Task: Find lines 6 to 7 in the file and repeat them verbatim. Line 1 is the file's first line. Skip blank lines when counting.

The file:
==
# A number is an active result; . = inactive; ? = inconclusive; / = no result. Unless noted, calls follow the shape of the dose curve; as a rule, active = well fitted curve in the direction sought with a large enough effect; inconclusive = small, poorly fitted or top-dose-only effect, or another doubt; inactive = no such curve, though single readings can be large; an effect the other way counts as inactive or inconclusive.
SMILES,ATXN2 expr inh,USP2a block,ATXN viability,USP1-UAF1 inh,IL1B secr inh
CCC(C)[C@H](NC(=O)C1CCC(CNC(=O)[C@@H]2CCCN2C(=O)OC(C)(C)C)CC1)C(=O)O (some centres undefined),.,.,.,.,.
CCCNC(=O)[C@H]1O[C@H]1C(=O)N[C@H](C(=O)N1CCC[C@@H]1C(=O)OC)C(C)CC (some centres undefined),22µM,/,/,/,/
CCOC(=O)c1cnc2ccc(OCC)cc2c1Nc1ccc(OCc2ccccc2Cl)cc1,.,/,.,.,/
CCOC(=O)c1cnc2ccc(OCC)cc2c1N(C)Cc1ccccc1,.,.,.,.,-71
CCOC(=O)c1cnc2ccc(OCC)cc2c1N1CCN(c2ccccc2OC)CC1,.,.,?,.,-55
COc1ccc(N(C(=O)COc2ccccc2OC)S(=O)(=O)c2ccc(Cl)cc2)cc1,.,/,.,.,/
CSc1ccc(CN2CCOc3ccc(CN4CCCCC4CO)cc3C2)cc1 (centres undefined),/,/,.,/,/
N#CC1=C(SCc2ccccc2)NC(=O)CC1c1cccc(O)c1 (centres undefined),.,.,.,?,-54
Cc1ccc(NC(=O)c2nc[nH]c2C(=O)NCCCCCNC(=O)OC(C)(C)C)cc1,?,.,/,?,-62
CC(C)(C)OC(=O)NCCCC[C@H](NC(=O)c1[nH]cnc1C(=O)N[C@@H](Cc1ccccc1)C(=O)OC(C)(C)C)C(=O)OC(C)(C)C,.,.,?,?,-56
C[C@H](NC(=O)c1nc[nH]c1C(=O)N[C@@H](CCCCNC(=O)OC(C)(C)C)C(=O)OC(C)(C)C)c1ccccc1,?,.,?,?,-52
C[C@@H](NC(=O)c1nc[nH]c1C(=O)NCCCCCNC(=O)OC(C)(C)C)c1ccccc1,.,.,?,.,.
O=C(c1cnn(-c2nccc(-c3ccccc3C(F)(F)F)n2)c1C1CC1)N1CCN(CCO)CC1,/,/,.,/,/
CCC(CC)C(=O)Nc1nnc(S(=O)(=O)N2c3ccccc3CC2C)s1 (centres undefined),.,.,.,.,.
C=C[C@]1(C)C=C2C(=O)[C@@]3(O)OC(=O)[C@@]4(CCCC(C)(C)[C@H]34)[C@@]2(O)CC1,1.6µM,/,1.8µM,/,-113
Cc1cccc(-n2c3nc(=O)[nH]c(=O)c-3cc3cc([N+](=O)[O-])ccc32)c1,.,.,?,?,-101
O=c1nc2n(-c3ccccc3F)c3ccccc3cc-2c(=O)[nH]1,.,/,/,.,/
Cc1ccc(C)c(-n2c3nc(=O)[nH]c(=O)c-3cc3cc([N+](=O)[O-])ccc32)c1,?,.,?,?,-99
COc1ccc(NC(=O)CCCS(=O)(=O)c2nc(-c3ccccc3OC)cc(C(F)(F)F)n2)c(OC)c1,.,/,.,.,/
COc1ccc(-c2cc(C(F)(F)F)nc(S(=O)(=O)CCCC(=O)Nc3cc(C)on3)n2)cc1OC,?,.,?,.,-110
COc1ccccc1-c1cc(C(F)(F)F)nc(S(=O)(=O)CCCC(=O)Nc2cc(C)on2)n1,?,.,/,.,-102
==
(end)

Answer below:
CCOC(=O)c1cnc2ccc(OCC)cc2c1N(C)Cc1ccccc1,.,.,.,.,-71
CCOC(=O)c1cnc2ccc(OCC)cc2c1N1CCN(c2ccccc2OC)CC1,.,.,?,.,-55